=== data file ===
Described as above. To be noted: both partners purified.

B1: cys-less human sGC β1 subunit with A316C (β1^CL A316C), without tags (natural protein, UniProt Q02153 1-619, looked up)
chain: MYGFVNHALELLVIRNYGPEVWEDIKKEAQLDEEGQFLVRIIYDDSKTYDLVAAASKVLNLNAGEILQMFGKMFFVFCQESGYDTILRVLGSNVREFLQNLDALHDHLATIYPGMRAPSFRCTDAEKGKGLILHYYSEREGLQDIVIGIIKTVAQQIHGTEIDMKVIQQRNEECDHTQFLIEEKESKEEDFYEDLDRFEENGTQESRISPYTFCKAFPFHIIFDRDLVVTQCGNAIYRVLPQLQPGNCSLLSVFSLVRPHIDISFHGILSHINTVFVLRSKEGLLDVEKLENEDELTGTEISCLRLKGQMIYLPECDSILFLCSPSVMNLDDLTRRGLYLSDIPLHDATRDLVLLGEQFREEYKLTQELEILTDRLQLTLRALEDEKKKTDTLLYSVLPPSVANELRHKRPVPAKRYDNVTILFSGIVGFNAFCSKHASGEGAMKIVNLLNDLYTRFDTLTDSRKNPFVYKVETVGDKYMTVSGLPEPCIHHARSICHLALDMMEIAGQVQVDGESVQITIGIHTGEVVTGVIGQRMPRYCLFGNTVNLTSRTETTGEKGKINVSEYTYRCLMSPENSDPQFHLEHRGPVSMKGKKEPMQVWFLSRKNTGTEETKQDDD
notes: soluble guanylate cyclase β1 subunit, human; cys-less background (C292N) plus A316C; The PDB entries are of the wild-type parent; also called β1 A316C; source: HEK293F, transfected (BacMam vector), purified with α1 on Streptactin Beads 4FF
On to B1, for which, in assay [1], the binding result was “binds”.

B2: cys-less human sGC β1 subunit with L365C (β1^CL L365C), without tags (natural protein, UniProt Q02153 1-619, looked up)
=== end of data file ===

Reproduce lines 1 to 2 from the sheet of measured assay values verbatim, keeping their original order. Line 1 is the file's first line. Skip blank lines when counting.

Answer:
Described as above. To be noted: both partners purified.

B1: cys-less human sGC β1 subunit with A316C (β1^CL A316C), without tags (natural protein, UniProt Q02153 1-619, looked up)